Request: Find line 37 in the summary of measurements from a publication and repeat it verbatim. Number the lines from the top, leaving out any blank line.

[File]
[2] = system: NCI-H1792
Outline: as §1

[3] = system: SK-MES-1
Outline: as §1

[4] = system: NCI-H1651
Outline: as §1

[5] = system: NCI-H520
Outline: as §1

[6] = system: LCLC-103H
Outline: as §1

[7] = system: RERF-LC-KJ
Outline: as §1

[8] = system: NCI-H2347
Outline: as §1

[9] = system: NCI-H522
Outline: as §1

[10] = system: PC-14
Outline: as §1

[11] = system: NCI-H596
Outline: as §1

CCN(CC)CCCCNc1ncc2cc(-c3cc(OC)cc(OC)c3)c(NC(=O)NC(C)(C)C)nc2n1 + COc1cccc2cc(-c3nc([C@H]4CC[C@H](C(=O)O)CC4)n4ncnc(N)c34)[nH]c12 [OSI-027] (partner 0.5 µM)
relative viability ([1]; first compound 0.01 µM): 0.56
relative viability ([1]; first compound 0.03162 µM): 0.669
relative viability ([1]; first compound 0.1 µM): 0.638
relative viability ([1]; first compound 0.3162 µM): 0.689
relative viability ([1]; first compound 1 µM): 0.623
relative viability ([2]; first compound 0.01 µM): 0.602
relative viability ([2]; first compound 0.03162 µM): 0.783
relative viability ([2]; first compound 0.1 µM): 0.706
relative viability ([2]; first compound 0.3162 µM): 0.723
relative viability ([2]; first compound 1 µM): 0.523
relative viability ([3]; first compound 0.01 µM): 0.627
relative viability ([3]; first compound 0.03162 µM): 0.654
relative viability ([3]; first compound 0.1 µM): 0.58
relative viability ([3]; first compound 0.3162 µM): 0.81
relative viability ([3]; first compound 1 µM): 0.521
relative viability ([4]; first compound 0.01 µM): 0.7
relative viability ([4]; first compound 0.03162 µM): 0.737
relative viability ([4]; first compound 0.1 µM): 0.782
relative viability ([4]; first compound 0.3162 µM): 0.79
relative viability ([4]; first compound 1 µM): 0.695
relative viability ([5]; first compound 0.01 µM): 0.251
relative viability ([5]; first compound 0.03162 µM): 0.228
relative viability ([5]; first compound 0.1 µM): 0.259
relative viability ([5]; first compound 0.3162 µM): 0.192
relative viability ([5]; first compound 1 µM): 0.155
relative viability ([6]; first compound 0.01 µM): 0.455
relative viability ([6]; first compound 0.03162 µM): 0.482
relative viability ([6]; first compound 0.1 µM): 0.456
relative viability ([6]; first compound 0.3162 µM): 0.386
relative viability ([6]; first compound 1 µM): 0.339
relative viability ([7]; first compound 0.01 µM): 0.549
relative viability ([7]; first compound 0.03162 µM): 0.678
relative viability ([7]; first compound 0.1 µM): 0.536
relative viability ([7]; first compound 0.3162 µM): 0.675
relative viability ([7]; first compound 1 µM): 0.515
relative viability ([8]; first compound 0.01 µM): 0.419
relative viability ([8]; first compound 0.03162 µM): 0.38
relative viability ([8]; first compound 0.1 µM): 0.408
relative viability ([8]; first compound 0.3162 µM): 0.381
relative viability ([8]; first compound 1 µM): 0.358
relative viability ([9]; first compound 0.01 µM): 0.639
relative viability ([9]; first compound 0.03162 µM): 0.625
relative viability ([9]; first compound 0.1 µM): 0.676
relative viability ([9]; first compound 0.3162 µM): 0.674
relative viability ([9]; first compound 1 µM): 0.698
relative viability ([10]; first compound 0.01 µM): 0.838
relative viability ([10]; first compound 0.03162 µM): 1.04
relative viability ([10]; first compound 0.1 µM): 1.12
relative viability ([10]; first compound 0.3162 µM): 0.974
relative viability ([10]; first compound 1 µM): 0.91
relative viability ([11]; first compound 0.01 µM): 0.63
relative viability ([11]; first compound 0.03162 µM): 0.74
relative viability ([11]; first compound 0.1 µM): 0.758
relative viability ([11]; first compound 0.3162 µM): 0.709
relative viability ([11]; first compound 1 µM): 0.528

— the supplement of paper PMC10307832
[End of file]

relative viability ([4]; first compound 0.01 µM): 0.7